HYDROLYTIC STABILITY OF URETHAN ELASTOMERS
ARMY WEAPONS COMMAND ROCK ISLAND IL RESEARCH DEVELOPMENT AND ENGINEERING DIRECTORATE
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The resistance to hydrolysis of millable, castable, and injection moldable urethan elastomers was determined. Conditions most frequently used were exposure over water at 158 deg F. and at or near room temperature. Polyesters were shown to suffer much more rapid deterioration under both conditions than polyethers. Attack at 158 deg F. appears to involve a simple hydrolysis of the main chain ester groups resulting in reversion. Attack at or near room temperature is more complex, involving both a rapid typically two to three weeks hydrolytic cracking of stressed or unstressed specimens and a gradual reversion over a period of many months. The latter attack especially the early cracking seems to be of microbiological origin. Hydrolytic decomposition can be retarded by additives such as diisocyanates, carbodiimides, and fungicides. However, these agents frequently lead to lower original properties. Also, those giving protection at 158 deg F. often cause accelerated deterioration at or near room temperature while those providing protection at the lower temperatures lead to accelerated deterioration at 158 deg F. Results of outdoor and shelf aging at Rock Island, Illinois and Panama indicate a general correlation with accelerated tests.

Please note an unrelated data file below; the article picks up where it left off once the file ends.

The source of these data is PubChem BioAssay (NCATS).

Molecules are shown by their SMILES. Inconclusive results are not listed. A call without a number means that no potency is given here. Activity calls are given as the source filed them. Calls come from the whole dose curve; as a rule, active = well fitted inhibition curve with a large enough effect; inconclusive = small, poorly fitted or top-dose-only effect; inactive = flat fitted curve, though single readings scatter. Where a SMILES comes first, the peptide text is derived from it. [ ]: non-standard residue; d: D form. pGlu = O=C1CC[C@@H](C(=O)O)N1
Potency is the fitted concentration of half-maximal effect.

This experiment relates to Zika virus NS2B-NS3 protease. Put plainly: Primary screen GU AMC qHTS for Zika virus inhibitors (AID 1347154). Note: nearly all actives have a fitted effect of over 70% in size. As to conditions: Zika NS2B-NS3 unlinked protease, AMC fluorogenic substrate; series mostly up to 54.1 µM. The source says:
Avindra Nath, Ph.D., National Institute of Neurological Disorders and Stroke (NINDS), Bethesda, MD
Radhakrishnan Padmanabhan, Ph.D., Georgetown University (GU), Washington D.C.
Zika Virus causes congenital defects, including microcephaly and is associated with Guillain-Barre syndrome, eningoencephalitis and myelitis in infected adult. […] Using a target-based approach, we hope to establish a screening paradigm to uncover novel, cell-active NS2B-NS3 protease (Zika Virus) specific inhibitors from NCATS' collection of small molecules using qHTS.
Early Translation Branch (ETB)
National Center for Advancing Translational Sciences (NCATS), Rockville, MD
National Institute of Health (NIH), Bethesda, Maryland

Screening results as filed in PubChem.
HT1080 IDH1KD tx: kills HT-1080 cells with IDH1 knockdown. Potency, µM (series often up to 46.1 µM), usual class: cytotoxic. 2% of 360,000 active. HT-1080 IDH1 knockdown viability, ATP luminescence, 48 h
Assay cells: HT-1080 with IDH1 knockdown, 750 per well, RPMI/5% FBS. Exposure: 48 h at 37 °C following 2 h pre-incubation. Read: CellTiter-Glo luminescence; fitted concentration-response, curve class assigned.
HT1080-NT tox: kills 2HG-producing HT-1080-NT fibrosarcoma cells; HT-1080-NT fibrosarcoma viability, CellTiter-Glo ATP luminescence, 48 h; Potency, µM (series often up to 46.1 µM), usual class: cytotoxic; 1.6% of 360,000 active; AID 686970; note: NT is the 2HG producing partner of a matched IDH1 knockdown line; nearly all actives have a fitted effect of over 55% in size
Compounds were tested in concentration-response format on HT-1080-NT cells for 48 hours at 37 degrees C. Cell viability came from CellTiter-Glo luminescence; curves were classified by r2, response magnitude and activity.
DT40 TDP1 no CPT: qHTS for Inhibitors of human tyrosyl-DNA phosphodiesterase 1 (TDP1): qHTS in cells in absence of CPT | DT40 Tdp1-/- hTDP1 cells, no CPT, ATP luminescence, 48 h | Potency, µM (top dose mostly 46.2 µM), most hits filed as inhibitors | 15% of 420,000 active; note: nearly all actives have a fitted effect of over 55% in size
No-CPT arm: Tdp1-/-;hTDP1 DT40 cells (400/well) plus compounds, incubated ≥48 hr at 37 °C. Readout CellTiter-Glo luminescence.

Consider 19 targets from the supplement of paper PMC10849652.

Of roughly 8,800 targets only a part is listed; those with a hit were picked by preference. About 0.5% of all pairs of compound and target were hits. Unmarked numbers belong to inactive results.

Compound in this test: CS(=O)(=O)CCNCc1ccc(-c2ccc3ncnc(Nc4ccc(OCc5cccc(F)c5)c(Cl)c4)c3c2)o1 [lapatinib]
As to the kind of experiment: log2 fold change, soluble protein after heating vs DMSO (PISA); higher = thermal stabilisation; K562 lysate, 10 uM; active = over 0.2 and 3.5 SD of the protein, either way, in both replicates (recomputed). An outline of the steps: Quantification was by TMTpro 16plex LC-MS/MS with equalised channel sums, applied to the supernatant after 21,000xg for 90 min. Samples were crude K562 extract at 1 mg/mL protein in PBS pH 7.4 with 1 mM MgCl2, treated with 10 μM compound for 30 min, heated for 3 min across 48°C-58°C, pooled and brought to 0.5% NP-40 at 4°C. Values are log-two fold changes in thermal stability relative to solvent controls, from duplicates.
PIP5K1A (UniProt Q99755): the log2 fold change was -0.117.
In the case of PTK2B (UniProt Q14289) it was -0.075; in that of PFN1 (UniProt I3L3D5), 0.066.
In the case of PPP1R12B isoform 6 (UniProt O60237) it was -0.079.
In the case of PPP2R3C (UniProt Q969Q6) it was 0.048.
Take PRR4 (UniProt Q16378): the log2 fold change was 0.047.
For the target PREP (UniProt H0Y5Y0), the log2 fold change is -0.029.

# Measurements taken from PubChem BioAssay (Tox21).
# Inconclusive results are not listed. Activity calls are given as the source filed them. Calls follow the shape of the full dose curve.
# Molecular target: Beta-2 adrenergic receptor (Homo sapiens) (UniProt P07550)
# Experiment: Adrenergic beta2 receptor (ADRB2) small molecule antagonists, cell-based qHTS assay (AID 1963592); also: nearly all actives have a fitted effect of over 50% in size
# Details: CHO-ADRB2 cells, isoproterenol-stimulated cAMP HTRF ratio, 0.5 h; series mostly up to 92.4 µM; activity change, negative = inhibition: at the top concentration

- Elastomers and Rubber